Soapbox Time

Sometimes I read something and I know immediately that I must write about it, but I’m so taken aback by what I’ve read that I sit at the computer and just stare at a blank Word page completely paralyzed and unable to convey”¦anything.

Such has been the case with Christian Exodus. Their mission statement taken from their website: is moving thousands of Christians to South Carolina to reestablish constitutionally limited government founded upon Christian principles. It is evident that the U.S. Constitution has been abandoned under our current federal system, and the efforts of Christian activism to restore our Godly republic have proven futile over the past three decades. The time has come for Christian Constitutionalists to protect our liberties in a State like South Carolina by interposing the State’s sovereign authority retained under the 10th Amendment of the U.S. Constitution.

They argue that the U.S. government has imposed laws which infringe on individual and states rights granted by the Constitution, and these laws specifically target and oppress Christians. They plan to move to South Carolina and systematically begin loading the state government with the right people, and by right I mean fundamentalist Christians, and eventually force the national government to recognize their sovereign rights as a Christian state, or secede from the Union.

I’m not makin’ that up. Go read their web page for yourself if you don’t believe me.

The scary part about all of this is that their plan sounds logical. They have worked up a successful looking strategy, relatively speaking. It sounds like it could really work, and frankly, I’m not so sure it wouldn’t be such a bad idea for them.

Let’s say for the sake of argument that all the bible-thumping, hell and damnation threatening, finger-pointing fundamentalists packed up and moved into one easily identifiable area. They could pass all the legislation they wanted supporting whatever bigoted ideas they foster and the rational and reasonable folks from all different religions, Christian, Jewish, Muslim, Pastafarian, Atheist, etc, wouldn’t have to listen to them anymore. We could keep an eye on them, but we wouldn’t actually be forced to interact with them.

I’d even go so far as to say let’em secede if they want. Why not? They don’t support the notion of a melting pot which is an ideal this nation was supposedly built on, so let’em solidify into one big, festering mass of self-righteousness. We could impose trade restrictions and importation taxes on them, and so what if they charge us up the wazoo for exports. What does South Carolina have to offer anyway? Tobacco? Let’em keep that shit. If they want to collectively say “Screw you guys, we’re going home” then that’s fine by me.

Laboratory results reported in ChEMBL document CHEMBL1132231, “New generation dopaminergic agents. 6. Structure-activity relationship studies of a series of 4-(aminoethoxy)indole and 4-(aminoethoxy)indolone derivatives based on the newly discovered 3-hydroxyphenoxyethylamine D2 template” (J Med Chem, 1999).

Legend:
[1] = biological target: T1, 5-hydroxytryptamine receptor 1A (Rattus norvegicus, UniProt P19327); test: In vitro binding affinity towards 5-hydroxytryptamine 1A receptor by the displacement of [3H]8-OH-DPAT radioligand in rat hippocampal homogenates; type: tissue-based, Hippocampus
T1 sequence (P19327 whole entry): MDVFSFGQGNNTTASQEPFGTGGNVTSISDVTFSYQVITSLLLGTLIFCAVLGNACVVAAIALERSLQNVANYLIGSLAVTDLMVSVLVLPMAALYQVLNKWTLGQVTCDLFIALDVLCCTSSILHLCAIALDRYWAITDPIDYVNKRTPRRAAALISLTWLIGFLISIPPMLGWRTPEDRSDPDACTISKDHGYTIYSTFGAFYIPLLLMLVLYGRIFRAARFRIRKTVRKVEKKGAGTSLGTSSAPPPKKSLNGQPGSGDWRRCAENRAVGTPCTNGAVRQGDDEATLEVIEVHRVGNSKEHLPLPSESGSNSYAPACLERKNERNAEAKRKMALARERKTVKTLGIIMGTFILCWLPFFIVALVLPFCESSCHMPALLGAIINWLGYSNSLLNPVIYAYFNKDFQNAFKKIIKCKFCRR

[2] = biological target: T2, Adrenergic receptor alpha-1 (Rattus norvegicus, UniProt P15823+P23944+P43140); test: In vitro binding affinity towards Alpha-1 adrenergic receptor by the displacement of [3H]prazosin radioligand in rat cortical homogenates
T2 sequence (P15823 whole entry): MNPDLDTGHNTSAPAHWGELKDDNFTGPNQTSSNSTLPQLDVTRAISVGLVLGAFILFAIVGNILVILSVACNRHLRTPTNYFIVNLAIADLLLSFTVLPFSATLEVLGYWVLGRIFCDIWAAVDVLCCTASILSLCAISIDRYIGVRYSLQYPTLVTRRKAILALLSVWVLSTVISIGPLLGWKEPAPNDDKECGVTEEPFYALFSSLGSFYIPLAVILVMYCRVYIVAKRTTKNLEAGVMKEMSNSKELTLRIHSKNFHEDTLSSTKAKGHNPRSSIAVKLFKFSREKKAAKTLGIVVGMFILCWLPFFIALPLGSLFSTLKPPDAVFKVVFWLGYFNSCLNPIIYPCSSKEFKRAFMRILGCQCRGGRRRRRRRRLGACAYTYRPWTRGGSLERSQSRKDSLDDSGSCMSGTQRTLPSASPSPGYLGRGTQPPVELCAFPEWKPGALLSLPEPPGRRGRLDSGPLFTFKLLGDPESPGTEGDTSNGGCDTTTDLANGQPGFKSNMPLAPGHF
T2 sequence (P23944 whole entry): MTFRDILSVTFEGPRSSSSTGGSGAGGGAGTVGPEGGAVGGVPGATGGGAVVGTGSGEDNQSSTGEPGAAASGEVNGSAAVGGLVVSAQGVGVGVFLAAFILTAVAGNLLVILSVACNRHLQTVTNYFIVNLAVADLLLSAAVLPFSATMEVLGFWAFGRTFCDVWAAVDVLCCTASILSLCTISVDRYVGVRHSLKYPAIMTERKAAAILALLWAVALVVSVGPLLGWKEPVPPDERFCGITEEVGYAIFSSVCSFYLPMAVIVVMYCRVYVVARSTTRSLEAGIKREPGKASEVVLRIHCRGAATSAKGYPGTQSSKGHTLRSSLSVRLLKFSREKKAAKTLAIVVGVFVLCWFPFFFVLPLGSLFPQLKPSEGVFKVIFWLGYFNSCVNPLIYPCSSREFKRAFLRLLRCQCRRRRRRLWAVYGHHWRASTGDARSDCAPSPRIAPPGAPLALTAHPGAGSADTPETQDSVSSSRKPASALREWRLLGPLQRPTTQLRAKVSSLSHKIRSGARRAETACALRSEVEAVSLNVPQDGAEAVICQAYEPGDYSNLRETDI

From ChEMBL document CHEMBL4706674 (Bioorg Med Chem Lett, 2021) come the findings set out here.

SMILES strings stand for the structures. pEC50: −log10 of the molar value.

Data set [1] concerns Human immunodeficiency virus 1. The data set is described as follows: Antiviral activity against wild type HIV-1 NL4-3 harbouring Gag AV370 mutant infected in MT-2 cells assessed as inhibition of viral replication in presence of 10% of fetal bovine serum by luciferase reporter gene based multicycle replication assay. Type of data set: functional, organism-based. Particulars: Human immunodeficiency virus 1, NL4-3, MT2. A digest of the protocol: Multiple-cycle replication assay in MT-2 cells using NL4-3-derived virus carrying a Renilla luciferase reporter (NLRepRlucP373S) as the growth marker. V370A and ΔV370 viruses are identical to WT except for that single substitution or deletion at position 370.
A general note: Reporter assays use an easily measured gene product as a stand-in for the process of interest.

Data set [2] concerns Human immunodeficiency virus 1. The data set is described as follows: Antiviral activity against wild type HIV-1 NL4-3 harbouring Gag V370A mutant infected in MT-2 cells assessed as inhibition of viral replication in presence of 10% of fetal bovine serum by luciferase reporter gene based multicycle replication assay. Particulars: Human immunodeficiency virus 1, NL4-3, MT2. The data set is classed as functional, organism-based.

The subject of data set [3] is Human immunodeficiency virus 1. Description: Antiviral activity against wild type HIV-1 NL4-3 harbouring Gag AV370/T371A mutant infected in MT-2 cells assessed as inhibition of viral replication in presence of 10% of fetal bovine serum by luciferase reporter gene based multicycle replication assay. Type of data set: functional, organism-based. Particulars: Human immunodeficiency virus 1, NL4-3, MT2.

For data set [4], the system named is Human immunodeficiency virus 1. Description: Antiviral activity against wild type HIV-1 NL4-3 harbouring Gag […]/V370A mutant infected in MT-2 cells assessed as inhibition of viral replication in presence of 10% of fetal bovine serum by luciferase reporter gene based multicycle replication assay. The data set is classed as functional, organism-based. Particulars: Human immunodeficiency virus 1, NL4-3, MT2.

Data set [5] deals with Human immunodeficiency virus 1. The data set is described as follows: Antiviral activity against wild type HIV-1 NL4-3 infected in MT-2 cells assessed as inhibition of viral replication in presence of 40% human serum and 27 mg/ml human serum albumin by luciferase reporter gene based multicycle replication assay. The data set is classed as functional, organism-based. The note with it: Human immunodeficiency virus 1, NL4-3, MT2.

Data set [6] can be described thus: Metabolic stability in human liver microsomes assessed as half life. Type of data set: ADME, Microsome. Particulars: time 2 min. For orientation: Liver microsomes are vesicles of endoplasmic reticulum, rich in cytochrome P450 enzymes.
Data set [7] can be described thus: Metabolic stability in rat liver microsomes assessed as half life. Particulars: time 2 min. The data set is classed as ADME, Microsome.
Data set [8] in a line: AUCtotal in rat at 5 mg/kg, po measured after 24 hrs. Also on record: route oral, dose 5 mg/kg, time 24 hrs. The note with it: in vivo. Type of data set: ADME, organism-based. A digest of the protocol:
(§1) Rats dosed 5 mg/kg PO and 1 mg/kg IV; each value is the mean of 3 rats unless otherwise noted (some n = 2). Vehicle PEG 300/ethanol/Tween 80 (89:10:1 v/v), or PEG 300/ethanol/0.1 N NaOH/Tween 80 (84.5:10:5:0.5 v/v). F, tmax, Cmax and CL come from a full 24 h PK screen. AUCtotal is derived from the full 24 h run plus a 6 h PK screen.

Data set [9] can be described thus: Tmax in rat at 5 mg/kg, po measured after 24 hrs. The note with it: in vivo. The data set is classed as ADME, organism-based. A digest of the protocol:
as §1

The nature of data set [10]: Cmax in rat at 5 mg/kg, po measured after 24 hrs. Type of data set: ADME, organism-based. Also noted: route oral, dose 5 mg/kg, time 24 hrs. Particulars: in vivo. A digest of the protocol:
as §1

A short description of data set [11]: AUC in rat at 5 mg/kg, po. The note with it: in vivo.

We would watch them and their newly sovereign nation secure in the knowledge that religious states almost always fail, or at the very least corrode from within. Look at Pakistan after the partition in India. India went secular, and Pakistan became a religious state, and who made out better in that deal, huh? Or how about England during the rule of Charles I? The regicide pretty much dealt with the divine right of kings. Absolute monarchical rule granted by God? Nope. Constitutional monarchy works for us so much better, thanks.

Plus, it’s not like this hasn’t been tried here in the States. Anyone remember the Puritans? John Winthrop and Co. set out to show the world (England) how a pure Christian community could flourish and provide a godly environment to live and raise children, without the hierarchy and corruption of either the Anglican or the Catholic Church interfering. Read Winthrop’s “A Model of Christian Charity” and you’ll find many of the same lofty goals put forth by the Christian Exodus group. Unfortunately for Winthrop and his group they were immediately beset by rebellious citizens with conflicting ideological ideas. Roger Williams, Anne Hutchinson, and Cotton Mather all differed ideologically and theologically with Winthrop, and were eventually banished or excommunicated for their proselytizing.Their community was eventually assimilated by other more progressive and secular communities.

Look, I got no quarrel with religious folks in general, but when a group of people begin to judge others based on nothing more than a conflated sense of moral superiority then I sit up and pay attention. And I stand up and get involved when those same people not only seek to morally judge others but seek to pass legislation in accordance with their religious belief system. We don’t want folks like this running our government because objectively there is very little difference between their rhetoric and that of other extremist groups which we’re quick to denounce.

In analyzing the work of Karen Armstong, a former professor of mine noted that, “Because they [fundamentalists] fear that they and their way of life are going to be wiped off the earth, some people fortify their identities by a selective return to doctrines and beliefs that make sense of the world for them [emphasis mine]” (68).

We don’t need lawmakers constructing legislation based on fear of the future. We need laws to protect and guarantee the rights of the citizens of the state and the nation. And trust me; people like those in Christian Exodus are more interested in suppressing rights than guaranteeing them.

And I step off my soapbox now”¦

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